Throughout the five main areas there are multitudes of puzzles, challenges, races, and side quests, along with many portal gates to complete and bosses to fight. The player can complete puzzles and challenges to uncover parts of the in-game map and highlight points of interest that were previously hidden. Sonic can also go fishing in purple portal gates, unlocked with the use of secret purple coins. Frontiers has a full day/night cycle and dynamic whether, which is a welcome addition, especially since it affects gameplay. Some challenges are only available at night for example.
When the player is in a loading screen, they are thrust into the “training simulator” which goes over basic controls as well as skills and combos. The training simulator can also be brought up by following the on-screen prompt during open world play. In the latter case the latest unlocked skill or other feature will be taught.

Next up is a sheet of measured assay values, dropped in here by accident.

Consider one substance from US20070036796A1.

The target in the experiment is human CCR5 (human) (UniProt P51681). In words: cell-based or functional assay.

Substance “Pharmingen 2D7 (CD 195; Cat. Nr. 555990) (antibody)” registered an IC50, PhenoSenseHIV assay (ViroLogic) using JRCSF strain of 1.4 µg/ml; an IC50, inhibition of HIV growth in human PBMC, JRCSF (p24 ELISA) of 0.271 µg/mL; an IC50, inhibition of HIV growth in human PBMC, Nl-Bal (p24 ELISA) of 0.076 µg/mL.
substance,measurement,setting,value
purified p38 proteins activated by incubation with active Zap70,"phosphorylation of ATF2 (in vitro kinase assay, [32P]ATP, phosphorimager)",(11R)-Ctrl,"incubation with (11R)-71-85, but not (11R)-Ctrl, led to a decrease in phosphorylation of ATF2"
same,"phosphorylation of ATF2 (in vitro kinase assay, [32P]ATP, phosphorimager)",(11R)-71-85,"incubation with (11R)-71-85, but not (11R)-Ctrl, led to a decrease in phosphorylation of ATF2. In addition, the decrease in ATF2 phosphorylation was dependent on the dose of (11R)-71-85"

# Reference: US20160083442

I did have some gripes with the game. The sheer variety of collectibles seems unnecessary at times. While the graphics are very nice for a Sonic game, there were times where the draw distance seemed low compared to what players expect from open world RPGs these days, even the likes of Breath of the Wild (which released in 2017) did a better job of managing assets that were far away from the player. When the player is at a high point, they can clearly see assets popping in and out of view (see video below). Another graphical flaw that I noticed is that rain looks very odd when it is hitting Sonic’s character model. Almost like static on an old CRT TV, which was really jarring. If the player looks closely at the ground, the polygon count also feels low. All of these graphical issues may be attributed to the multi-platform nature of the game, but regardless the game would be prettier if they were not present.
All round, Sonic Frontiers is an excellent game that is fun for the whole family. The game is suitable for even the youngest of the kids, given the violence is extremely mild.